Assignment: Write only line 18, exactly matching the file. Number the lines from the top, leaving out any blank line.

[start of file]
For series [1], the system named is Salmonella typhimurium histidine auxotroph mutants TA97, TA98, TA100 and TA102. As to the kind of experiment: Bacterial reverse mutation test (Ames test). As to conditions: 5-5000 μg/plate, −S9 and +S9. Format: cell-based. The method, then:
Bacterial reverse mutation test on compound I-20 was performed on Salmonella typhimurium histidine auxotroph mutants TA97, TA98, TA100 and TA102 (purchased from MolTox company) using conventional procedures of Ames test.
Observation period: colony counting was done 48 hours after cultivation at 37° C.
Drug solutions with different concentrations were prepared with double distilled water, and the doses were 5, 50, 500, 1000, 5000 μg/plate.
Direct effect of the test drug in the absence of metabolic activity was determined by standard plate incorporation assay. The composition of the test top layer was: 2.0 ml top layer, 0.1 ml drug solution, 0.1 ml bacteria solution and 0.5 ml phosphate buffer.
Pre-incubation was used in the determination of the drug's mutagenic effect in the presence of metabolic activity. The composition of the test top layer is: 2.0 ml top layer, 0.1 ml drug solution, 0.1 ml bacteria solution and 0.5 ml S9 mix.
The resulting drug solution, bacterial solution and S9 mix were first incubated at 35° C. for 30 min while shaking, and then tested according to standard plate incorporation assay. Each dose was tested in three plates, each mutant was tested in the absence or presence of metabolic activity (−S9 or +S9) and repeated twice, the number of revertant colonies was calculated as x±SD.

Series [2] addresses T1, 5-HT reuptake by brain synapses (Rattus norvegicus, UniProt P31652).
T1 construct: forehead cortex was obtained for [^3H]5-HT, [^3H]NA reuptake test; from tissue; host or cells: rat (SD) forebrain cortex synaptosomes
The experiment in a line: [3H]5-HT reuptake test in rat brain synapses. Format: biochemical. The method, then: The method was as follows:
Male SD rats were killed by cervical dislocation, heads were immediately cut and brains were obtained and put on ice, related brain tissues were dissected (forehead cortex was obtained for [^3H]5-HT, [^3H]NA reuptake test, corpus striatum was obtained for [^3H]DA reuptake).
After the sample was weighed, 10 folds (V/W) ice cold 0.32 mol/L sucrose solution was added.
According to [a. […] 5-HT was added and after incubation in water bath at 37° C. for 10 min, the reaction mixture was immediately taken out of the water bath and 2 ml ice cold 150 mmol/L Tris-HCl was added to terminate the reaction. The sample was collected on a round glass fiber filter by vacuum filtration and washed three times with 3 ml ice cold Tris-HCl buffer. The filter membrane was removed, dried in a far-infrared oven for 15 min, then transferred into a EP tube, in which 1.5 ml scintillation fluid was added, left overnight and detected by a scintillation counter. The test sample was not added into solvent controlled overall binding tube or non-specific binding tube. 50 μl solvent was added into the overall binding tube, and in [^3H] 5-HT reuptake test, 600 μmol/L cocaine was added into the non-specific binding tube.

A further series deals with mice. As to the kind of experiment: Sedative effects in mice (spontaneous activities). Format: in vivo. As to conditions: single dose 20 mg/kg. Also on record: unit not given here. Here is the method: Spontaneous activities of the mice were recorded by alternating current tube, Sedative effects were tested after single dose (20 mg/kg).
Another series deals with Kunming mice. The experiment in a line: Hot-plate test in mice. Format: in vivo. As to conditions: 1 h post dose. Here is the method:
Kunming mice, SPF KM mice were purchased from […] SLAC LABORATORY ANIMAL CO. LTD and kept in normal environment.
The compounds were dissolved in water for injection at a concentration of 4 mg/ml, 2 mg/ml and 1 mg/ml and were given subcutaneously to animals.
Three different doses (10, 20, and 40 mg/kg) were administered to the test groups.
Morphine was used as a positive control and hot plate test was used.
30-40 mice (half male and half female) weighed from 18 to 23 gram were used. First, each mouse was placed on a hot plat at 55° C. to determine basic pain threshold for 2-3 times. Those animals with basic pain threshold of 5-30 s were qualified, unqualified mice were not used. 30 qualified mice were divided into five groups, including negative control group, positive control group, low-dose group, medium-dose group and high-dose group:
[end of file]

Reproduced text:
Three different doses (10, 20, and 40 mg/kg) were administered to the test groups.